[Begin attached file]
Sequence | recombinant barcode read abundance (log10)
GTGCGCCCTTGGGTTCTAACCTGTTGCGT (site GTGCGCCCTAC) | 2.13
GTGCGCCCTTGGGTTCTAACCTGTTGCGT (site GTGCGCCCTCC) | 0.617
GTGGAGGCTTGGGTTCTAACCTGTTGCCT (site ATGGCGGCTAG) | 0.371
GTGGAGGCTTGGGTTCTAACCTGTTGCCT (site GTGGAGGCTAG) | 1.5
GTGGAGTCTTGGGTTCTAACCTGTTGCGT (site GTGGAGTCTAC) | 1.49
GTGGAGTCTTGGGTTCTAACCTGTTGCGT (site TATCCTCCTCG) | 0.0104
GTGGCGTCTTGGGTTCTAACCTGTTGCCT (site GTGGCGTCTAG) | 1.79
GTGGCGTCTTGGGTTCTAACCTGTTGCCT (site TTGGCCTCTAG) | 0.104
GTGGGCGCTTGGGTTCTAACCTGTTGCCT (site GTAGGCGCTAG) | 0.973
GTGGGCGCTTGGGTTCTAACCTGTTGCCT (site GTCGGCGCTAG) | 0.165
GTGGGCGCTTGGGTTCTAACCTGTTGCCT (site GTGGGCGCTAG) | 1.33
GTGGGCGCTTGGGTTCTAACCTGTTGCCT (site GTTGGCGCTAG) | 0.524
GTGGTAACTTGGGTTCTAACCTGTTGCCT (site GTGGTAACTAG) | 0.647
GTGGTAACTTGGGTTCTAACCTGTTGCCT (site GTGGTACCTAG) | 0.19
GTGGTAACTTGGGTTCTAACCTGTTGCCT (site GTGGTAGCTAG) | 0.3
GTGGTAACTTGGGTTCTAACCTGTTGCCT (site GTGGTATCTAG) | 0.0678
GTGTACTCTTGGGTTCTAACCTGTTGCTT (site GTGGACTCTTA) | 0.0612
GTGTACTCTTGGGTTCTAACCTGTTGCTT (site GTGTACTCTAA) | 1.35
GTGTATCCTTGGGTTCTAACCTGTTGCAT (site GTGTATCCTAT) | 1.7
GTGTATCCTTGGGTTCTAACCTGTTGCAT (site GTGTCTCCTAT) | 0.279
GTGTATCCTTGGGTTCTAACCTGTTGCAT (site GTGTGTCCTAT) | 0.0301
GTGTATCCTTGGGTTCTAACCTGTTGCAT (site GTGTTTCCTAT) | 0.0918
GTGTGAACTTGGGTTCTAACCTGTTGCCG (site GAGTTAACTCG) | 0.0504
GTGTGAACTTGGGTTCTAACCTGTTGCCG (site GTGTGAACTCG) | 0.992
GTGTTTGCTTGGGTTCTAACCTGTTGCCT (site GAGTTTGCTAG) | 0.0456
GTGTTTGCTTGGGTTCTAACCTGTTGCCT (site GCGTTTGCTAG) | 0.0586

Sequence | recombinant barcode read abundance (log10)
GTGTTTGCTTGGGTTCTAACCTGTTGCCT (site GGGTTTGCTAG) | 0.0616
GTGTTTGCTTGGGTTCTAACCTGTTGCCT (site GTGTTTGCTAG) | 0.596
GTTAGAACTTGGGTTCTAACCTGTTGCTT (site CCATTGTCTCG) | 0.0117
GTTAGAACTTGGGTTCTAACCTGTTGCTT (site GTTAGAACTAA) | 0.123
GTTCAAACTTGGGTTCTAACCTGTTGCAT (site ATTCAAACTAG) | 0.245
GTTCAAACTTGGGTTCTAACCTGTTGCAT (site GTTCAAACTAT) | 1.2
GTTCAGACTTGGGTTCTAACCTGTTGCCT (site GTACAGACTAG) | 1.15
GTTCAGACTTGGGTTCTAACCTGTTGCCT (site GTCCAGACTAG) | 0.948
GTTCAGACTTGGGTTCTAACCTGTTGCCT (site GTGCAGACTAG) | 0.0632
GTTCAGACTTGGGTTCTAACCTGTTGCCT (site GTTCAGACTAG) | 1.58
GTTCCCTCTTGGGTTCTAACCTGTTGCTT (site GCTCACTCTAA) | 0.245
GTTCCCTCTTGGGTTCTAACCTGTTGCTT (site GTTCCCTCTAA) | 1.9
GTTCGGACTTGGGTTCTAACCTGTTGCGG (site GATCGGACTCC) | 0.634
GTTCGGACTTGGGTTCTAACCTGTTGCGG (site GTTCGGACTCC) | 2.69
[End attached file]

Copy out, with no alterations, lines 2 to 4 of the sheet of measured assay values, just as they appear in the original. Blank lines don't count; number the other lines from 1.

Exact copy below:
GTGCGCCCTTGGGTTCTAACCTGTTGCGT (site GTGCGCCCTAC) | 2.13
GTGCGCCCTTGGGTTCTAACCTGTTGCGT (site GTGCGCCCTCC) | 0.617
GTGGAGGCTTGGGTTCTAACCTGTTGCCT (site ATGGCGGCTAG) | 0.371